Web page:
I’ve long been a fan of Tim Ferriss and his best-selling book The Four Hour Work Week. The book describes several methods to minimize and optimize life activities in order to create free time, although sometimes you have to deal with some ego-centric stories to get at the meat. I’ve implemented some of his ideas to outsource small projects, refrain from checking email constantly, and live simply… and his concept works. At least for me.
Today Tim had a fascinating post on his blog comparing his book with David Allen’s Getting Things Done. GTD has become wildly popular in corporate circles as it presumes to improve productivity through better organization, such as with emails. Although Tim supports many concepts of the rival GTD system, he makes the following comment on GTD’s overall philosophy:
Though David refers to desk-based inboxes, tickler files, etc. in
certain parts of GTD, the broader concepts are frameworks for proper
filtering of inputs (“open loops”) and definition of outputs (“next
actions”), regardless of technologies used.
GTD is, however, a bottom-up approach to time management that — used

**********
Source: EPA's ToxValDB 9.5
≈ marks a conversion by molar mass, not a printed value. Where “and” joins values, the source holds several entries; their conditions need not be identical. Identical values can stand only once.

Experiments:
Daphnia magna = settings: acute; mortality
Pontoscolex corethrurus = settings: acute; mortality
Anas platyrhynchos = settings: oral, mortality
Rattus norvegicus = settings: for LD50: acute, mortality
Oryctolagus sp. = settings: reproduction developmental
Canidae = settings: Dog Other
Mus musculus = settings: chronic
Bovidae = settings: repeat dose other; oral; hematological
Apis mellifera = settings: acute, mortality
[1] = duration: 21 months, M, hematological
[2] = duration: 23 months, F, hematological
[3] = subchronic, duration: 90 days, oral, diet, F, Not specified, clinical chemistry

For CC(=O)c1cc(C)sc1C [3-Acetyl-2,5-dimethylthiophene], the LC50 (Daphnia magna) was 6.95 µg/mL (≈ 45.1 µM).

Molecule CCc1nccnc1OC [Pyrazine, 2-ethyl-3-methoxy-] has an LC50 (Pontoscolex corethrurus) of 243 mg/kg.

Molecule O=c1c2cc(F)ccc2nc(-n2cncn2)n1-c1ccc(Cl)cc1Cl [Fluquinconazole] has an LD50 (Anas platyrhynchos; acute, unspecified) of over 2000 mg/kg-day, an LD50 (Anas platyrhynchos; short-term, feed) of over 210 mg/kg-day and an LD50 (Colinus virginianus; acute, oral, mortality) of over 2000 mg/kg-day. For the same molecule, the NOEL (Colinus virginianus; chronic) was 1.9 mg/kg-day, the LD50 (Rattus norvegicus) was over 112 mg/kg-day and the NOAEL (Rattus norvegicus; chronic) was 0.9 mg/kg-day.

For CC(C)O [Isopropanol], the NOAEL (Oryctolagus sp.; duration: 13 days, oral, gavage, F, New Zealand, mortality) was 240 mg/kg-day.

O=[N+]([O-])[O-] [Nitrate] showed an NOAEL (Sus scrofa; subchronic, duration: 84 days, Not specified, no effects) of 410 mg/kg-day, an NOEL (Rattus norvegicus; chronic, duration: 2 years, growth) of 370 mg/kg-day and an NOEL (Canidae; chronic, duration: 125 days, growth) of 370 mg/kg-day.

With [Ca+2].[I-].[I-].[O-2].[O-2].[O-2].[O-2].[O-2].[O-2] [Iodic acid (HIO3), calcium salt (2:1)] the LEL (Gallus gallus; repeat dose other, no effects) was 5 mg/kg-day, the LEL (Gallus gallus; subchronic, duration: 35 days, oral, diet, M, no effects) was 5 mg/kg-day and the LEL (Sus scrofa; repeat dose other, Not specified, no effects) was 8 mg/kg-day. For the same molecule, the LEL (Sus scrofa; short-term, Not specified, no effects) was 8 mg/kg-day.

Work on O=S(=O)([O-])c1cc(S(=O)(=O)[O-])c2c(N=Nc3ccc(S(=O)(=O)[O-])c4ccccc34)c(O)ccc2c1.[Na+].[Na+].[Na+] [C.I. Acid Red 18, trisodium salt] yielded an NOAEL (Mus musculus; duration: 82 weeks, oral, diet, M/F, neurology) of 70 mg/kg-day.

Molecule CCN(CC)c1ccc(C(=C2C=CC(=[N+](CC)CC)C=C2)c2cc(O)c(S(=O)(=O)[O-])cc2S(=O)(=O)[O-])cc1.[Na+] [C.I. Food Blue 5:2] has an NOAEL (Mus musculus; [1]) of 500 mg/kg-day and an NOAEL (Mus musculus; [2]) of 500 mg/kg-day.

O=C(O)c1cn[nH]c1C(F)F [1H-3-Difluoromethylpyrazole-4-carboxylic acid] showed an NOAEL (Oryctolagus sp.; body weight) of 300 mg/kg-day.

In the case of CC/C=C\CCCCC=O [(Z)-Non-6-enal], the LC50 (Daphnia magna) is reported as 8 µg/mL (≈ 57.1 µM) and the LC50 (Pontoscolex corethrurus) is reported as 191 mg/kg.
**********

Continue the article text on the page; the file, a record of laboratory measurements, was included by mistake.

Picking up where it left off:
in isolation — can lead to becoming very efficient (doing things well)
but decreasingly effective (not doing the right things). Readers on
this blog have suggested reading 4HWW [Four Hour Work Week] and 7 Habits prior to implementing GTD. The results and approaches are
complementary rather than conflicting, but order is important.
He goes on to reiterate how the fundamental premise of The Four Hour Work Week is to reduce wasteful activities in order free up valuable time. His final statement is what hit me:
Eliminate before you optimize.
The Four Hour Work Week eliminates wasteful activities. Getting Things Done optimizes activities. Sound familiar?
This is analogous to the conflict between lean manufacturing and six sigma. Actually it’s not a conflict; they are complementary philosophies just as Tim claims GTD is complementary to his 4HWW. But the order of implementation is critical.
Six sigma does a phenomenal job of optimizing processes. All processes. If it is implemented prior to lean, there’s a good chance that a lot of time will be spent optimizing… wasteful processes. Which is why lean should be implemented prior to six sigma in order to identify and eliminate wasteful processes. Then use six sigma to optimize what remains with lean providing oversight to ensure changes add value from the perspective of the customer.
Eliminate before you optimize. On the factory floor and in your office.